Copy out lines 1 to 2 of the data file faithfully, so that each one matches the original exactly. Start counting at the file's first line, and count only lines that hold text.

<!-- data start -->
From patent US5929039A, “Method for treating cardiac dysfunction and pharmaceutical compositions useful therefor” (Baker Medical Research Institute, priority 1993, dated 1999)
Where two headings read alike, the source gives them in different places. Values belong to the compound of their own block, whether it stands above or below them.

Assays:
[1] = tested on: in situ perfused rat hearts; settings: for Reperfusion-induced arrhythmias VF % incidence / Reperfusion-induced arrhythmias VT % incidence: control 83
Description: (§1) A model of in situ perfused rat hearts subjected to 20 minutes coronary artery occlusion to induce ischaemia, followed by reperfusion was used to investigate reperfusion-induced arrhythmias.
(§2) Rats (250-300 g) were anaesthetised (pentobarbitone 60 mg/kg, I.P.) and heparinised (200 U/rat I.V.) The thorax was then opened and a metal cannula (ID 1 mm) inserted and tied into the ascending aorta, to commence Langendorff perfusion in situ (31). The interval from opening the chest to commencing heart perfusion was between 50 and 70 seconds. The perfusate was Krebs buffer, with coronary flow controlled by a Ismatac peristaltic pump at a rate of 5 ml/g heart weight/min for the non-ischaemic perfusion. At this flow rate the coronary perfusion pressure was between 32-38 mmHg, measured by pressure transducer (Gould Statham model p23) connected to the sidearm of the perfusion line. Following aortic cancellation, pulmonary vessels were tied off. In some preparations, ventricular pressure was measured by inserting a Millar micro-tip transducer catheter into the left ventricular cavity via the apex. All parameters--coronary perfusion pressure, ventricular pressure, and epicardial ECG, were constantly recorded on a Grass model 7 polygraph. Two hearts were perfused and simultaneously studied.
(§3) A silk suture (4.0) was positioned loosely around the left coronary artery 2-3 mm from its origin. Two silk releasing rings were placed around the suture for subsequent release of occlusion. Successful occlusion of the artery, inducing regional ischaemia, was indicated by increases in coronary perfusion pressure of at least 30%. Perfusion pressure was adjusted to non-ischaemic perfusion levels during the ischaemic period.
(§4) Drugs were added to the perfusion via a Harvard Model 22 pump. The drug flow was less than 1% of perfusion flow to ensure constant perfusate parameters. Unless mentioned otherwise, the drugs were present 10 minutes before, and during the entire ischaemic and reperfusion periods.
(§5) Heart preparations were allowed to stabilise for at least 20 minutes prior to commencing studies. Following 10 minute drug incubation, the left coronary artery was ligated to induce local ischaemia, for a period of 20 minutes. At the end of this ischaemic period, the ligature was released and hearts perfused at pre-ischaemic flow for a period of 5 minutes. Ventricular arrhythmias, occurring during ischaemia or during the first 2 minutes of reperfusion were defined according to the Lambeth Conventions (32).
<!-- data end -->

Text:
From patent US5929039A, “Method for treating cardiac dysfunction and pharmaceutical compositions useful therefor” (Baker Medical Research Institute, priority 1993, dated 1999)
Where two headings read alike, the source gives them in different places. Values belong to the compound of their own block, whether it stands above or below them.